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Three adult children have all returned to the family home after having lived away for periods of time. They are Daniel (Thomas DellaMonica), a graduate student who is blocked on completing his thesis; Ruth (Dina Thomas), an aspiring opera singer whose career is going nowhere; and Billy (Russell Harvard), who is hearing-impaired. None of the children are particularly happy with the necessity of living with their father, Christopher (Jeff Still), who has "retired" from academia to write books full time, or their mother, Beth (Lee Roy Rogers), who vaguely pursues a career as a studio artist.
The house is chaotic when the family is together. In an attempt to escape, Billy tries attending a social event for deaf people, an affiliation of which his family and particularly his father has never approved. There, he meets Sylvia (Meghan O'Neill), a woman who was born to deaf parents and, while currently hearing, is going deaf as the result of a congenital condition. Not only is Billy smitten with Sylvia but he also feels like he's found a "family of choice," as opposed to his dysfunctional family of origin.
Yet it is the interactions among the family of origin that take up much of the play, and these interactions would not be of much interest were it not for David Cromer's intricate and careful direction. The family has tried to treat Billy as "normal" and has insisted that Billy lip-read rather than learn to sign. But the family dynamic of loud, overlapping, dialogue and constant movement leaves Billy trying to look polite but obviously disconnected because lip-reading is impossible. Billy has also learned to read patterns in the behavior of people around him, and he makes assumptions about what people are telling him based on some lip-reading but mostly on pattern recognition. This tendency, which Billy takes for granted and others around him don't notice, has disastrous consequences when Billy makes a bid for independence.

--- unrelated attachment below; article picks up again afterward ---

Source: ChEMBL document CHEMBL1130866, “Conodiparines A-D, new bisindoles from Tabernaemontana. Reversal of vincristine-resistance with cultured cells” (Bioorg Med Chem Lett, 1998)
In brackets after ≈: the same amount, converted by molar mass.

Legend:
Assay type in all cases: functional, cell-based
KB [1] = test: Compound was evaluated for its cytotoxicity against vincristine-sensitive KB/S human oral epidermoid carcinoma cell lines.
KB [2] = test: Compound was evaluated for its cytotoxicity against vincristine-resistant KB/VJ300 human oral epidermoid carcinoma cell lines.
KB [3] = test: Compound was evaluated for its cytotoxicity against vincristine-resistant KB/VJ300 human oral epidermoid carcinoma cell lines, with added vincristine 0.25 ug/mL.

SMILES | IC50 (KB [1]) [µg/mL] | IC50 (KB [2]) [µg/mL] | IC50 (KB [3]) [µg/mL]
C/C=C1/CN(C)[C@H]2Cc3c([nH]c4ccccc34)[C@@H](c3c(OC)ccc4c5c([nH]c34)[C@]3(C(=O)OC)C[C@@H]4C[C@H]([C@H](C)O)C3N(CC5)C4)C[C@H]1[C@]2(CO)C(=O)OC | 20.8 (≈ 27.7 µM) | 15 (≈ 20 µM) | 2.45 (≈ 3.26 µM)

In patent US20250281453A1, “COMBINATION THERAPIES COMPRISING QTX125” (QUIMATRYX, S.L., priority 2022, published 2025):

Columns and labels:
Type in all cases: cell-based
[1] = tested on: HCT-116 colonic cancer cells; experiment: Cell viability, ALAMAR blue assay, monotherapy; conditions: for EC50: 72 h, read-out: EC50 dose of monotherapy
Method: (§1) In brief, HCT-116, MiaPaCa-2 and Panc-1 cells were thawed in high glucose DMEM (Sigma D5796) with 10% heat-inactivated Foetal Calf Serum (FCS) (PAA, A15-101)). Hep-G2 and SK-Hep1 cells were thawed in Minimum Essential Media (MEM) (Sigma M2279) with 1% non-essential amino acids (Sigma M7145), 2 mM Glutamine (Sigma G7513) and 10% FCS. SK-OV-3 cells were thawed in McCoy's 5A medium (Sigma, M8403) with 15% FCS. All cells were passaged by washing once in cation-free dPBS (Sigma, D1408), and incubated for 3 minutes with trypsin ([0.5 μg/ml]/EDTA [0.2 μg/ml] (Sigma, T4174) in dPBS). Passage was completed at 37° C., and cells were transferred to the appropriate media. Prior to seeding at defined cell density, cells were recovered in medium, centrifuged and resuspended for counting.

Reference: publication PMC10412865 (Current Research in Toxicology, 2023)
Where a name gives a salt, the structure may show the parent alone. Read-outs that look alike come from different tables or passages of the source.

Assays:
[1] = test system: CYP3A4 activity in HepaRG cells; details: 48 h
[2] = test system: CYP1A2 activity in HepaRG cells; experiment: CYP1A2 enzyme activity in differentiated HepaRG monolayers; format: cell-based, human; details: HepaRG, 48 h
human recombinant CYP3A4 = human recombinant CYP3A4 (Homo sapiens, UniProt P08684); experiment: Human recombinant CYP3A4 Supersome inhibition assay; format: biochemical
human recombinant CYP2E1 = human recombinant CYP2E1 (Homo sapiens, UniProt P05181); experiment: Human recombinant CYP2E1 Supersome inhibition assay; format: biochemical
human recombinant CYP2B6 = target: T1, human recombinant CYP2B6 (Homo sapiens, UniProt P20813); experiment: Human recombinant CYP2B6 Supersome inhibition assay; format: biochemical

Mr. Cromer is also sensitive to the family dynamics outlined in Ms. Raine's play, as characters engage and withdraw, become prominent or fade into the background. Especially interesting is how Mr. Cromer and Mr. Dellamonica make Daniel's quirks become full-blown symptoms of mental illness. Is it possible that the family needs to have a disabled member, such that as Billy becomes more self-sufficient Daniel necessarily becomes dependent to the point of insanity?
One could quibble with how Ms. Raine handles her dramaturgy, particularly in act two, but I don't think it matters much. The New York-based team has adapted the Barrow Street Theatre production splendidly to the larger and more spacious confines of the Mandell Weiss Forum Theatre. Mr. Harvard has been with the project since its beginning, and it's hard to imagine another actor in the role of Billy. Still, the other performers were his match, even if they might have been less sympathetic. And, while all of the creative elements shine, I would single out for special praise Scott Pask's beautiful set that hides spaces where text may be projected when signs are hurled fast and furiously by the performers.
Tribes has a relatively short run (only through July 21, when a stage version of the film Sideways opens in one of the other La Jolla Playhouse theatres), so get your tickets soon. You'll be glad you made it a priority to see this fascinating production.
Tribes performs Tuesday/Wednesday at 7:30pm; Thursday/Friday/Saturday at 8:00pm; Sun at 7:00pm; Matinees: Saturday/Sunday at 2:00pm, through July 21 at the Mandell Weiss Forum Theatre on the La Jolla Playhouse campus. Tickets are available by calling (858) 550-1010 or online at LaJollaPlayhouse.org.
La Jolla Playhouse presents Tribes, by Nine Raine. Directed by David Cromer, with Scott Pask (Scenic Design), Tristan Raines (Costume Design), Keith Parham (Lighting Design), Daniel Kluger (Sound Design), and Jeff Sugg (Projection & Video Designer).
The cast includes Thomas DellaMonica (Daniel), Russell Harvard (Billy), Meghan O'Neill (Sylvia), Lee Roy Rogers (Beth), Jeff Still (Christopher), and Dina Thomas (Ruth).